“I can’t think of a lawmaker who is more in touch with U.S. and Kansas agriculture, and it’s hard for us to consider a future without Pat Roberts as a Kansas senator,” KCGA CEO Greg Krissek said. “Farmers in Kansas and across the nation have benefited from Senator Roberts’ insightful and dedicated leadership in the Senate–especially his work on the Senate Ag Committee.”

U.S. Senator Jerry Moran (R-Kan.) today issued the following statement regarding Senator Pat Roberts’ (R-Kan.) plan to retire from the United States Senate at the end of his term in 2020:


“Senator Pat Roberts has had an impressive tenure as a leader in both the House and the Senate, and has served Kansans honorably as chairman of the House and Senate Agriculture Committees, the Senate Intelligence Committee and the Senate Ethics Committee. Pat’s leadership, wit and ability to bring individuals on both sides of the aisle together, skills he honed in service to our nation as a U.S. Marine, will be missed in Congress. It’s been an honor to work with the senior senator from Kansas on behalf of our state. Thank you, Pat, for your friendship and many years of service.”


Governor Jeff Colyer released the following statement regarding the retirement of U.S. Senator Pat Roberts:


“Senator Pat Roberts has spent more than 30 years serving the people of Kansas, and during that time he has been a shining example of statesmanship. The work that he has done for our state, especially in the agricultural sector, is second to none. Throughout his time in office, Kansans have been able to rely on Pat Roberts’ expertise, energy, and gravitas. It is essential that our next U.S. Senator bring these same qualities to the job.”



Veteran Republican U.S. Sen. Pat Roberts of Kansas is preparing to announce whether he will seek re-election in 2020.

Roberts scheduled a “special announcement” for Friday morning at the Kansas Department of Agriculture’s headquarters in Manhattan. Roberts is chairman of the Senate Agriculture Committee and is making the announcement weeks after Congress approved a massive farm bill.

Spokeswoman Stacey Daniels said the senator will announce his plans, declining to say whether he will seek re-election.

Roberts is 82 and is serving his fourth term in the Senate. He began his career on Capitol Hill as an aide in 1967.

His longevity became a political liability during tough primary and general election races in 2014.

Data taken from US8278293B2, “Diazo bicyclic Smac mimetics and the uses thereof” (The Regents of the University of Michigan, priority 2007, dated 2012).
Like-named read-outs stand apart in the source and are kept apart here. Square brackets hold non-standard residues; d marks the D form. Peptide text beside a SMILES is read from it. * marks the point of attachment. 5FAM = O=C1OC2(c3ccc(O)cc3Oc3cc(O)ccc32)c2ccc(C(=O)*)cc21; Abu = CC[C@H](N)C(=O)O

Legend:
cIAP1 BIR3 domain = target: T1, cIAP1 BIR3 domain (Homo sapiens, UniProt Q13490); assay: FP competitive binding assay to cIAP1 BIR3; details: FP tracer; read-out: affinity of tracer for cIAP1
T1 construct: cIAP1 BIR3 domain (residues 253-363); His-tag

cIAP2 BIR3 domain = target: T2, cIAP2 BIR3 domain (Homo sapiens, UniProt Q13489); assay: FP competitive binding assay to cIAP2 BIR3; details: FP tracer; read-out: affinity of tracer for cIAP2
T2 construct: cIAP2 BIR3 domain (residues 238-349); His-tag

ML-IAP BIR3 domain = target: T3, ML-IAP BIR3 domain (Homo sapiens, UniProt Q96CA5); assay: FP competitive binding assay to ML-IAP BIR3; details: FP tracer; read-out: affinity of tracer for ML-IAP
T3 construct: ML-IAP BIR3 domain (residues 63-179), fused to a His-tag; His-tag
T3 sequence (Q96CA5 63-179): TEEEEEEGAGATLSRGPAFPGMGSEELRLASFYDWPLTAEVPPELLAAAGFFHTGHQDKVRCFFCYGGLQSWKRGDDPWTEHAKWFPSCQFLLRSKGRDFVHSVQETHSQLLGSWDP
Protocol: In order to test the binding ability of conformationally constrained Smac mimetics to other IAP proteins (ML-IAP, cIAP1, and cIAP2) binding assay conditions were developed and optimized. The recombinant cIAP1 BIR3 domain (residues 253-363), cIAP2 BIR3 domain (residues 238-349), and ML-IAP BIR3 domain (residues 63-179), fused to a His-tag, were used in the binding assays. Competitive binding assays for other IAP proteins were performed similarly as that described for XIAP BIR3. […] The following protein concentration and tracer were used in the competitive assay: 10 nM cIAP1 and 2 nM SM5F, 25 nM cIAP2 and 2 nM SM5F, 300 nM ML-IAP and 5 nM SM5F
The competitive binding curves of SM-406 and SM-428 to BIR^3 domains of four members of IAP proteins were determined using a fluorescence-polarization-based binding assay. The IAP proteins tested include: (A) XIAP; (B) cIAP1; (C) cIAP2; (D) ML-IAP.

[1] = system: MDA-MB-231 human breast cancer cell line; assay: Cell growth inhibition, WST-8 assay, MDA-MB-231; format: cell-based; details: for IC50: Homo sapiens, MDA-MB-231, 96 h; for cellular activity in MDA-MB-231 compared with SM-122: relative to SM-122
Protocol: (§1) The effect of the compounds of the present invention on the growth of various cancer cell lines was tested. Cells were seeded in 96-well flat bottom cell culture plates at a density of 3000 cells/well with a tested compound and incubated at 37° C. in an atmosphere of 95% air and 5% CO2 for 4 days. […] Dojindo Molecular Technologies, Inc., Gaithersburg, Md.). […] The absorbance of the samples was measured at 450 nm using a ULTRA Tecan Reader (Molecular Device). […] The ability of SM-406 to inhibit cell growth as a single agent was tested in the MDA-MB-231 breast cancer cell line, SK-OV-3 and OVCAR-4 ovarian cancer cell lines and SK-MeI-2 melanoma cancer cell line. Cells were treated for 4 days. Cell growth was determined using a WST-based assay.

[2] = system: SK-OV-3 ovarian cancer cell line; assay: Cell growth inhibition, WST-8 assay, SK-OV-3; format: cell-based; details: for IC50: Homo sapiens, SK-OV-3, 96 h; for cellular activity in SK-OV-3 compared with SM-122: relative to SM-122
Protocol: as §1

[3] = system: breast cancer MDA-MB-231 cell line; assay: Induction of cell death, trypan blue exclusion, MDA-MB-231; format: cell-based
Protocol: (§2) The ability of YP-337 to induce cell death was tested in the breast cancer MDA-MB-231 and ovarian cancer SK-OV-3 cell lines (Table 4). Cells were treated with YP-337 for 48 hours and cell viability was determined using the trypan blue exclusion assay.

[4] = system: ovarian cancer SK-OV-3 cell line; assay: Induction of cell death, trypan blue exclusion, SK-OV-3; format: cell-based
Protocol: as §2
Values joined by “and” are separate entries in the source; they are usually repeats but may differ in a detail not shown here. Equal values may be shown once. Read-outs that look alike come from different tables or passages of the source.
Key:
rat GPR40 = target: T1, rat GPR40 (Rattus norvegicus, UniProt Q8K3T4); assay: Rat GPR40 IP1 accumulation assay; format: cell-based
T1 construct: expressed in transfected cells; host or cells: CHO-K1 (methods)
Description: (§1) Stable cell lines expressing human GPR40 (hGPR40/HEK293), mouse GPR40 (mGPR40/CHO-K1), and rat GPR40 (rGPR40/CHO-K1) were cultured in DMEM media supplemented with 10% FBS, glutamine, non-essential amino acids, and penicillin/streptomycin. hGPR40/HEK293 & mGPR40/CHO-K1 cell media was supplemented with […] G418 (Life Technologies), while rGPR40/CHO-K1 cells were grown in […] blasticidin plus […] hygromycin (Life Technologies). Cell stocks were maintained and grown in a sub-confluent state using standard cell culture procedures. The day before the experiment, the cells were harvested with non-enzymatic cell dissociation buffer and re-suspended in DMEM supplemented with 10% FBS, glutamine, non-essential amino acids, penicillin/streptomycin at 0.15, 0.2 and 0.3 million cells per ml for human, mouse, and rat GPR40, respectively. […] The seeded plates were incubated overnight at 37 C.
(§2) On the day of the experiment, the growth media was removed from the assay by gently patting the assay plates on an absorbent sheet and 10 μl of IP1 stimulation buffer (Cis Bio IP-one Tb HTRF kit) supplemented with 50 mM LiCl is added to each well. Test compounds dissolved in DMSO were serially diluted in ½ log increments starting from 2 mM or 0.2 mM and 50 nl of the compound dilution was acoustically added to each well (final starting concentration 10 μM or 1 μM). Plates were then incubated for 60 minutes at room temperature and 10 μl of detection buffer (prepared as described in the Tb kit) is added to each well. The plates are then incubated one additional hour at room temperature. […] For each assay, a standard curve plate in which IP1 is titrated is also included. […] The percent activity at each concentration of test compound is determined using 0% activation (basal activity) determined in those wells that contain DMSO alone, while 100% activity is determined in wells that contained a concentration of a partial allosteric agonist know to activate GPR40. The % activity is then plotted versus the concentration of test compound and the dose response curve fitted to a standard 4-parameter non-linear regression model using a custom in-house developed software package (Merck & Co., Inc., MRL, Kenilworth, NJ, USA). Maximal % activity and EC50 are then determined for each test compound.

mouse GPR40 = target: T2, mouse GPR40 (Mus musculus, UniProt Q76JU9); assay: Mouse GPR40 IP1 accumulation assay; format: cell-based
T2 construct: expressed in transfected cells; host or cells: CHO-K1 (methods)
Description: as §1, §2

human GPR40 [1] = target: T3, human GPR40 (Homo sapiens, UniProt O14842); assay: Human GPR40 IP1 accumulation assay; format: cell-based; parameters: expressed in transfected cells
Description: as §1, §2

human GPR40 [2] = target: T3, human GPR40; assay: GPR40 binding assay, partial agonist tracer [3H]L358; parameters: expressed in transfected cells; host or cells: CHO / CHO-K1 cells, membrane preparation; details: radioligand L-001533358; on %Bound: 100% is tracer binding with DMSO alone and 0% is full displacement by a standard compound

MANHATTAN, Kan. — Each year, more than 5,000 Kansas farmers and agricultural workers sustain injuries or acquire a health condition that affects their ability to work.

Thanks to a new round of federal grant funding, the Kansas AgrAbility Project will continue to be a resource for Kansas farmers and ranchers dealing with disabilities and chronic illness.

The U.S. Department of Agriculture’s National Institute of Food and Agriculture recently awarded Kansas AgrAbility a new, four-year $720,000 grant to extend operations until at least 2022. USDA-NIFA’s competitive grant funds projects in 20 states.

Since receiving its first grant in 2002, Kansas AgrAbility has focused on directly assisting Kansas farmers, farm employees and farm family members who have become injured or have an activity-limiting health condition/limitation to remain actively engaged in production agriculture for as long as they choose.

The project is a partnership between K-State University Research and Extension, Southeast Kansas Independent Living in Parsons, and the University of Kansas Lifespan Institute.

Kansas AgrAbility Agriculture Assistive Technology Specialists combine their knowledge of agriculture with disability expertise to provide specialized services needed to safely accommodate disabilities in everyday farm and ranch operations. These services cover the entire state of Kansas and include collaboration with extension educators, disability experts, rural professionals and volunteers in offering an array of services.

Kansas AgrAbility actively promotes education and networking among rural and disability-service organizations to increase capacity for serving farmers with disabilities and to promote understanding around challenges faced by those farmers in an effort to break down service barriers and promote successful outcomes.

AgrAbility also provides educational resources to avoid primary and secondary injuries on the farm by recommending safe practices and tools to minimize back and joint injuries.

The grant is administered in Kansas State University’s Department of Biological and Agricultural Engineering by Project Director John Slocombe and Project Coordinator Tawnie Larson.